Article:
—  Alaska Native girls and women are the most at risk of being sexually assaulted or abused in almost every part of Alaska. Only in Southcentral with Anchorage excluded – an area that includes the Kenai Peninsula and the Matanuska-Susitna Borough — are white people the most often victimized.

— The problem of sex assault and abuse is magnified in Western Alaska, including the Aleutian Islands, Bethel, Kotzebue, Nome, Dillingham and surrounding villages. The rate of sexual offenses in that region is 446 incidents per 100,000 people compared to 262 per 100,000 in Anchorage and 66 in Southcentral, the report said.

— While the most common victim is a 14-year-old girl, the most common suspect is a 19-year-old male. But in the cases of the youngest victims, from infants up to 10-year-olds, suspects are young too, most often just 14 years old, the report said. For victims age 18 on up, the suspects are older too, most commonly 31.

— When the victim is male, it's most often a young boy just 5 years old, the report said.

— Some 47 percent of suspects are Alaska Native. About one-third are white. Some 97 percent are male. Suspects and victims tend to be the same race, except for black suspects, whose victims most often are white, the analysis found.

— Almost all the victims and suspects knew each other. Just 4 percent of the attackers were strangers, and for the youngest children, only 1 percent were targeted by someone unknown, the analysis found. Most suspects were acquaintances. Some were relatives. A few were boyfriends or girlfriends. In five instances, the suspect was the baby sitter.

— Almost three-quarters of reported sex offenses happened in a residence, the report said. Others occurred on tribal lands and in woods, in motels or at school and college, in bars and alleys, jails and parks. One was reported in a grocery store and one in a church.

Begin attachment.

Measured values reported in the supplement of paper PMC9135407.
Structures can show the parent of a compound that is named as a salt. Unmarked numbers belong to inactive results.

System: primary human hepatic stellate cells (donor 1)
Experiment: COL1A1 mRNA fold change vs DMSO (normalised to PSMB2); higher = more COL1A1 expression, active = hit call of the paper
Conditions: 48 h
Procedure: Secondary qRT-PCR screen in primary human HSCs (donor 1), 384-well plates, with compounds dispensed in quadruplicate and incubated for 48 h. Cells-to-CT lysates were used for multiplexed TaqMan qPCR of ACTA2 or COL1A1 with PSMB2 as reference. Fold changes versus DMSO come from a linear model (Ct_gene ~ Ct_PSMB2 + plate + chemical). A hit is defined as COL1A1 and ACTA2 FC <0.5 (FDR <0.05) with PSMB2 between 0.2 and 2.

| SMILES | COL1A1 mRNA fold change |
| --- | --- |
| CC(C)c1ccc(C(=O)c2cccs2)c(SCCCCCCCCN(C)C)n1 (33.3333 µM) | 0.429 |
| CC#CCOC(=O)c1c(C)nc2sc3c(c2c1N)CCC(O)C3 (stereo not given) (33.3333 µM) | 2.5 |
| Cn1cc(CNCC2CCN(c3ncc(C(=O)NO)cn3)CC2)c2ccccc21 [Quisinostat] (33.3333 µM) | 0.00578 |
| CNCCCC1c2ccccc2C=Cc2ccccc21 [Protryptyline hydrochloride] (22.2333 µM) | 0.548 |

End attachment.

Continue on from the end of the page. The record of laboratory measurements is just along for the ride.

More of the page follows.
— Some 15 percent of sex offenses involved weapons, mainly fists and feet. Guns and knives were reported in just seven incidents.

The analysis will help the state Council on Domestic Violence and Sexual Assault frame new strategies to curb violence, Monegan said in the letter.

"That is something the council is just undertaking now," said Rachel Gernat, a former sex crimes prosecutor and council chairwoman. The report identifies who is most vulnerable as well as the geographic areas that most struggle with sexual violence, all of which can help shape policy, she said.

"How do we amend what we do to address specific issues in specific areas, that might not be in other areas?" she said.

Already the council is promoting programs that Monegan said make a difference, including Coaching Boys into Men, which encourages high school coaches to use their influence to shape attitudes of players in a healthy way, and Girls on the Run, an after-school program that guides social and emotional as well as physical development.

Monegan, in his letter, said the state is lucky to have the analysis. It "provides a wealth of information to frame and inform our work to improve Alaska's response to sexual violence."